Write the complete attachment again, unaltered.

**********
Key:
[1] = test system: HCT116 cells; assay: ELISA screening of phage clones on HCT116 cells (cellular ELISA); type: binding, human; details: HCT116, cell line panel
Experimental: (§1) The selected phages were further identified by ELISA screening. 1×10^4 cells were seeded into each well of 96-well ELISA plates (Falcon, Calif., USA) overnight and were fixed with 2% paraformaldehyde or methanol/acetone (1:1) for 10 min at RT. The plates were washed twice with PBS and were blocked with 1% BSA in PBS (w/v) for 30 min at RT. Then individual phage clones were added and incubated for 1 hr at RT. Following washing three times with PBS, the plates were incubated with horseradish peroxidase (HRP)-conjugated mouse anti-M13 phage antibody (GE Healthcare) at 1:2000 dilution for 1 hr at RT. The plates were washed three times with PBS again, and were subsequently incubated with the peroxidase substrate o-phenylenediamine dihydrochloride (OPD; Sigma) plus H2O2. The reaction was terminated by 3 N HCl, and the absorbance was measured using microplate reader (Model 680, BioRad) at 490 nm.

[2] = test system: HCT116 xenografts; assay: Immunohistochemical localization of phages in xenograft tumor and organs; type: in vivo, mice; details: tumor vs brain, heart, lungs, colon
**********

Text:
Key:
[1] = test system: HCT116 cells; assay: ELISA screening of phage clones on HCT116 cells (cellular ELISA); type: binding, human; details: HCT116, cell line panel
Experimental: (§1) The selected phages were further identified by ELISA screening. 1×10^4 cells were seeded into each well of 96-well ELISA plates (Falcon, Calif., USA) overnight and were fixed with 2% paraformaldehyde or methanol/acetone (1:1) for 10 min at RT. The plates were washed twice with PBS and were blocked with 1% BSA in PBS (w/v) for 30 min at RT. Then individual phage clones were added and incubated for 1 hr at RT. Following washing three times with PBS, the plates were incubated with horseradish peroxidase (HRP)-conjugated mouse anti-M13 phage antibody (GE Healthcare) at 1:2000 dilution for 1 hr at RT. The plates were washed three times with PBS again, and were subsequently incubated with the peroxidase substrate o-phenylenediamine dihydrochloride (OPD; Sigma) plus H2O2. The reaction was terminated by 3 N HCl, and the absorbance was measured using microplate reader (Model 680, BioRad) at 490 nm.

[2] = test system: HCT116 xenografts; assay: Immunohistochemical localization of phages in xenograft tumor and organs; type: in vivo, mice; details: tumor vs brain, heart, lungs, colon